Experts, Facts, Family, Music, Parenting, Philosophy, Social, Study

Is Your Child “Highly Sensitive”?

I was recently talking with a friend about being an HSP or “highly sensitive person.” She hadn’t heard the term before so I briefly outlined the criteria:

  • easily overwhelmed
  • highly observant
  • prefers to spend a lot of time alone
  • intuitively “gets” people and feels their vibes
  • passionate about the arts and music
  • does not like to be rushed
  • cannot watch bloody or violent movies or shows
  • doesn’t like to be watched while performing or taking a test
Are you or your child easily overwhelmed?

You can take the full quiz here on Dr. Elaine Aron’s site. Dr. Aron is one of the foremost experts on highly sensitive people. Once my friend heard me mention some of the items on this list, she thought it sounded like one of her sons.

The realization that I was an HSP has been a godsend to me as I often wondered why I reacted differently to things than most people. If your child or teen is an HSP you’ll probably have an “a-ha” moment when you take the quiz.

Your child may have been told, “You’re too sensitive!” or “Don’t take it personally” over and over again. Unfortunately, when you’re an HSP, you have no choice but to take things personally and to feel things deeply. Understanding this will help you relate to your child.

HSP or RSD child
Feeling lost in a world where others seem to “get it” can be frustrating and lonely.

It’s important to let your highly sensitive child know that you understand her and get what she’s feeling. Read up on HSPs and try to interpret how they might be feeling at a big, loud party where others are having fun but she’s covering her ears from the noise.

Similar to HSP is RSD or rejection sensitivity dysphoria – both can cause major upset to the nervous system and need to be managed correctly. If a child grows up without understanding and nourishing their sensitivity, they may experience a lot of stress, pain, frustration, misunderstanding and feeling of “otherness.”

Let your highly sensitive son spend some time alone if he’s had a rough day or a busy week but encourage him to get out in nature, spend time with family or get some exercise too – staying in a quiet room all day isn’t good for anyone.

Overall, your HSP kid can be a wunderkind with room to be creative, original, loving, daring and innovative. If you show him the path and appreciate that he might feel things that you don’t feel, you’ll be giving him a big advantage in life.

Does this resonate with you? Do you feel your child might be an HSP? If so, let me know here in the comments or by contacting me. And, by the way: I hope you like the look of my site – I installed a new theme recently. I’m really happy with it.

Yours in high sensitivity,

Lisa

Parenting, Peer relationships, Philosophy, Social

Frenemies: Should You “De-Friend” Your Non-Supportive Friends?

If you’re reading this blog, you probably have ADHD, anxiety, depression, autism, mental health challenges – or you care about someone who does.

And, if you or your loved one fit into any of the above categories, you have probably suffered from being shunned, isolated, “de-friended”, bullied, unsupported, or, at the very least, misunderstood.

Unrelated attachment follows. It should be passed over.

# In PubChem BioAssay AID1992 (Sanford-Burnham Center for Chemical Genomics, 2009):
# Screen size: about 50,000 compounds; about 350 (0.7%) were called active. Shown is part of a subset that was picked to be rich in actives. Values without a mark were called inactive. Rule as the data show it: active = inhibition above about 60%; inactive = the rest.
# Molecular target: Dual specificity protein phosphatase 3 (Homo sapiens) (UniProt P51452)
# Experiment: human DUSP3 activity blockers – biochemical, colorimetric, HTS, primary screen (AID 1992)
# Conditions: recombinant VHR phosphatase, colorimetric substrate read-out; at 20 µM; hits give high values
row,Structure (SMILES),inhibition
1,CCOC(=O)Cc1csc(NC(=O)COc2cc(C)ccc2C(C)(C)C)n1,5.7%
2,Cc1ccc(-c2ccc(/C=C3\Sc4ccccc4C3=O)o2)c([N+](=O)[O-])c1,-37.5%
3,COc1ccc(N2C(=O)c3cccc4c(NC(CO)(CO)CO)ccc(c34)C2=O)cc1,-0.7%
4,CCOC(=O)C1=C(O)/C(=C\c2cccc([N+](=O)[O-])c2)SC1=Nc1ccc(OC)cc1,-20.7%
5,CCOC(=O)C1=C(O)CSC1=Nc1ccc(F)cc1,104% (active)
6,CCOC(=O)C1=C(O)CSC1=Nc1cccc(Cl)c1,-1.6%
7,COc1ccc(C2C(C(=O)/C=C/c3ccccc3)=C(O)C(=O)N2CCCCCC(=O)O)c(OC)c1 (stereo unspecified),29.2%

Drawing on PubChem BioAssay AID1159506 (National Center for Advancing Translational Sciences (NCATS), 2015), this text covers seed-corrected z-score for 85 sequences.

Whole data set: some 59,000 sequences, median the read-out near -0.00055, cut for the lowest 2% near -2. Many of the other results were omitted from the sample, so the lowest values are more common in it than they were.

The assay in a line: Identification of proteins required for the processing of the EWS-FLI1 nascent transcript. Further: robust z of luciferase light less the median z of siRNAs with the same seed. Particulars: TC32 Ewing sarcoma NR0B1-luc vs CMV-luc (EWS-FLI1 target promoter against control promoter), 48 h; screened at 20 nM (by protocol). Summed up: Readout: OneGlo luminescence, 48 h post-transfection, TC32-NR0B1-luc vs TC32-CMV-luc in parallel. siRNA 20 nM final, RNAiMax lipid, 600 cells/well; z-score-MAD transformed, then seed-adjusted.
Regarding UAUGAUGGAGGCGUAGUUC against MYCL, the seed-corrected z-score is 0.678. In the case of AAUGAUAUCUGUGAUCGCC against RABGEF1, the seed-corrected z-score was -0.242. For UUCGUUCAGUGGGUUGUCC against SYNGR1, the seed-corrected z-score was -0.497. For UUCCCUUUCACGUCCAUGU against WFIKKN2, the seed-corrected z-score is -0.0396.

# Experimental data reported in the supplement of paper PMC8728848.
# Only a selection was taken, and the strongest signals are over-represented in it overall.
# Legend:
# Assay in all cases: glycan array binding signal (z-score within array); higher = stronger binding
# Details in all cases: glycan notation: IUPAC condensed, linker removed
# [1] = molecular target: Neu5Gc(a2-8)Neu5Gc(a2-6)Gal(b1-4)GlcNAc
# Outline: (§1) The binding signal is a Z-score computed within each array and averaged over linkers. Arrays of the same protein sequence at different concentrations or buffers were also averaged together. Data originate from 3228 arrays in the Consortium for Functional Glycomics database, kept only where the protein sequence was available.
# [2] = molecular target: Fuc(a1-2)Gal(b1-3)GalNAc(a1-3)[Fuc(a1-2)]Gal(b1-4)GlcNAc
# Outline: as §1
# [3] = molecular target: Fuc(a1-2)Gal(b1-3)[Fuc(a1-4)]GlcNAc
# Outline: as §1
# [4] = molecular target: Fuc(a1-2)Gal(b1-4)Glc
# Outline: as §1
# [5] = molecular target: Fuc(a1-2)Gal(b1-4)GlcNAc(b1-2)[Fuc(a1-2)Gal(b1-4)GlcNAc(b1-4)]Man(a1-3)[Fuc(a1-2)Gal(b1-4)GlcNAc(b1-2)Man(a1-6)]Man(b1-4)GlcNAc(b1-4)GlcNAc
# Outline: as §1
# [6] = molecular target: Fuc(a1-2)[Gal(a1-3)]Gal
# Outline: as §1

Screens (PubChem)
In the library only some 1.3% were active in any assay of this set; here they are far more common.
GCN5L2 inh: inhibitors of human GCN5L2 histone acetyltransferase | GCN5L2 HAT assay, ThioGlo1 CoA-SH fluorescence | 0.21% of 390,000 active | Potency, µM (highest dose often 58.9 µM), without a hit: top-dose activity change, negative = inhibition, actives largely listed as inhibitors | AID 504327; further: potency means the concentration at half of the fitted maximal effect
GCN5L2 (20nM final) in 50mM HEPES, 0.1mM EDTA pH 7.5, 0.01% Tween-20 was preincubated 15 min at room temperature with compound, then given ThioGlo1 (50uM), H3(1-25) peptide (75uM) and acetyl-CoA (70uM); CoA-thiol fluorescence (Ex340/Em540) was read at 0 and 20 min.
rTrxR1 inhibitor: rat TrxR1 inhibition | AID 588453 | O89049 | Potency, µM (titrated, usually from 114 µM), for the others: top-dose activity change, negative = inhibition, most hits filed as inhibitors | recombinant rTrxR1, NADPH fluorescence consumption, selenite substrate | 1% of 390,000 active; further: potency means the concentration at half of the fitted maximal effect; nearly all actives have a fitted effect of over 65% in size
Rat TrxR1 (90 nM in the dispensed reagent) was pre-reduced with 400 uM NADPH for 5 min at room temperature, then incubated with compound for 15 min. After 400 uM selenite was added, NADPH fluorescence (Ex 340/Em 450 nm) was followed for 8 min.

adult alone anxious black and white
Photo by Kat Jayne on Pexels.com

As a parent, it’s hard not to blame other kids, adults or teachers who shun or misunderstand your child. It’s hard enough trying to parent a child or teen who has ADHD or other atypical traits without having neighbours, friends or family members question your parenting style, isolate your child or point fingers. When dealing with the daily stress of parenting, comments such as these can be the straw that breaks the camel’s back.

What do you do when people purposely leave your child out because they can’t deal with his or her behaviour? I’ve written about this issue before here, here and here.

  • Do you speak to them about why they’re doing it?
  • Do you think perhaps you’re being paranoid and that’s not the case?
  • Do you shun them yourself?
  • Do you try to be even more friendly and overcompensate for your child’s behaviour/their view of your child’s behaviour?

I don’t think there’s any “right” answer here. I do know that it’s extremely troubling, stressful and heartbreaking to discover close friends are not spending time with you because they don’t like your child. I guess the most mature thing to do would be to have a heart-to-heart with the person but, that can open a can of worms because they might be embarrassed to discuss it or deflect the blame or laugh uncomfortably and not engage.

man person school head
Photo by Gratisography on Pexels.com

In the past, we’ve had myriad friends and family members politely decline invitations or only want to get together without kids around. One of the saddest moments was finding out that a former neighbour with whom our child was very close had a birthday party and didn’t invite our child. Of course I realize that we can’t invite everyone to every birthday party but I know why my child was not invited in this particular case.

Another neighbourhood mother who ran a home daycare pretended she wasn’t taking on new children when I inquired. But, I later saw posters everywhere advertising her daycare and promoting open spots. This type of activity can be extremely hurtful (sometimes more for the parent than the child). Luckily, for us this isn’t something we have to deal with any longer now that my children are growing up and some of those annoying traits have dissipated or disappeared.

Has this happened to you? Do you “de-friend” your friend, neighbour or family member if they don’t engage with you or your family because of your child’s condition or his/her behaviour? What’s worked best in your case? I’d love to hear your thoughts.

Lisa